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Personal stories mark McKibbin memorial service

Songs, dance, jokes, laughter color remembrance of prominent Vancouver man

By , Columbian Education Reporter
Published:
5 Photos
Jennifer McKibbin Harris, right, dances with her sister Megan at a memorial service for their father John McKibbin at Columbia Presbyterian Church in Vancouver on Saturday. McKibbin, one of Clark County's best-known community leader, died late last month.
Jennifer McKibbin Harris, right, dances with her sister Megan at a memorial service for their father John McKibbin at Columbia Presbyterian Church in Vancouver on Saturday. McKibbin, one of Clark County's best-known community leader, died late last month. (Natalie Behring/ The Columbian) Photo Gallery

Community leader John McKibbin was known by many names, his best friend and brother-in-law Rob Costa told a packed sanctuary.

Representative.

President and CEO.

Mr. Clark County.

“But to me, he is, and always will be, Butt-Head,” Costa said. “And I will always be Beavis.”

Costa’s tribute to his friend was one of many at a memorial service punctuated with laughs and the occasional off-color moment Saturday afternoon at Columbia Presbyterian Church, where hundreds gathered to honor and reflect on the life and memory of McKibbin.

One of Clark County’s best-known citizens, McKibbin died at 69 late last month when, while flying with passenger Irene Mustain, his World War II-era plane plunged into the Columbia River near Astoria, Ore.

McKibbin, an experienced pilot who restored a 1941 AT-6A, was on a mission to scatter the ashes of Mustain’s late husband, Terry Mustain.

Terry Mustain was a Vietnam veteran and Air Force pilot who died in 2013.

The cause of crash is still being investigated.

McKibbin boasted a long résumé of community service to Clark County, one that has been recounted many times in the weeks following his death.

He was a former state representative for the 49th Legislative District before going on to become a Clark County commissioner. He left elected office in 1990 to work in real estate. He also served in a number of volunteer and leadership roles for local civic organizations, most recently as the executive director of Identity Clark County.

“No amount of words will come close to capturing the essence of the man,” the Rev. Fitz Neal said.

But those community positions took a back seat Saturday, as McKibbin’s loved ones recalled their father, best friend, uncle, husband, grandfather and occasional troublemaker.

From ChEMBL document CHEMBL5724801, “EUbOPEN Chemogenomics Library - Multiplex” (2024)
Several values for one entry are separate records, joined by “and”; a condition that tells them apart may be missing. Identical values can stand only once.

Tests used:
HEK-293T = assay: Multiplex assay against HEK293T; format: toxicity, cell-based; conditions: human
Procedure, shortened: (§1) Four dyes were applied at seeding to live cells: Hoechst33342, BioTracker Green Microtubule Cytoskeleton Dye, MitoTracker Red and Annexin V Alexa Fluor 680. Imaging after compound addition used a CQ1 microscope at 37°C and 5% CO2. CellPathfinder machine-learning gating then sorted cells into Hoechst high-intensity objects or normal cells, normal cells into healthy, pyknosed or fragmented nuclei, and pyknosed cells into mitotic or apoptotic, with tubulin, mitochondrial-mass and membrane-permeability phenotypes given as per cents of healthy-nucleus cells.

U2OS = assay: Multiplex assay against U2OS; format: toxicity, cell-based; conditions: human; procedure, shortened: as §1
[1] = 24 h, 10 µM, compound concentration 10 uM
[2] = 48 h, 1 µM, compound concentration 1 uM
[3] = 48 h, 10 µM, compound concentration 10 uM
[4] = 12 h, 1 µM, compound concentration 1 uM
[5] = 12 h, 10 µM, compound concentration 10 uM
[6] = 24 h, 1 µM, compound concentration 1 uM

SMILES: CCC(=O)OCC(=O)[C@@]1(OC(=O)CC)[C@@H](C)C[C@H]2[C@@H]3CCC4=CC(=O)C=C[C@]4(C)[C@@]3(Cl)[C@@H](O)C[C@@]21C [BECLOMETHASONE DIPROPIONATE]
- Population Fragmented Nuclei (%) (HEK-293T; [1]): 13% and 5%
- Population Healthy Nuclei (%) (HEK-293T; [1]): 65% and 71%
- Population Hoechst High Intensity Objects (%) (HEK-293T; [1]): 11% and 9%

The tone was set early for the service, as rather than beginning with prayers or reflection, the first few minutes of the 1986 film “Top Gun” played on screens in the church.

McKibbin’s daughter, Jennifer McKibbin Harris, fondly recalled weekend mornings when her father would play the first few minutes of his favorite film at full blast to rouse his daughters from bed.

She admitted, however, that it wasn’t until she was an adult that she truly began to appreciate the days her father woke her with Kenny Loggins’ “Danger Zone.”

“His goal was to rattle the walls and shake the floors,” McKibbin Harris said.

And, just like her father, “we wanted to make sure all of you were awake,” McKibbin Harris said.

She also recounted the time she spent talking campaign strategy with her father for her own student government campaigns, making faces as she saw her dad and mom, Nancy McKibbin, stealing kisses in the kitchen, and the hours she and her sister Megan spent dancing with Daddy in the family room. Her memorial was complete with the McKibbin girls dancing to Billy Joel’s “Uptown Girl” to applause and laughter from the audience.

Costa, meanwhile, recalled the hours the longtime friends spent playing golf, texting about college football and their shared fondness for gin and tonics. He recounted a Caribbean adventure the pair took, complete with rum punch that tasted too good and went down too easy.

“We were the happiest of pirates by the time we docked,” he said.

McKibbin Harris’ son and McKibbin’s oldest grandson, 8-year-old Grant, shared a letter he wrote to his grandfather, or Pops, complete with a memory of a visit to a car show.

All the cars were so cool, he said. But “yours was the coolest, especially because you let me drive it.”

Longtime friend Ron Arp, a local businessman, said McKibbin “lit up every meeting room and coffee shop” he entered during his long career, calling him a “trusted resource” whose impact will continue to be felt in Clark County.

“John fed this community passion and optimism,” Arp said. “In return, it fed him. It drove him. He was the man with the plan, many plans, big plans to make our community better.”

Columbian Education Reporter

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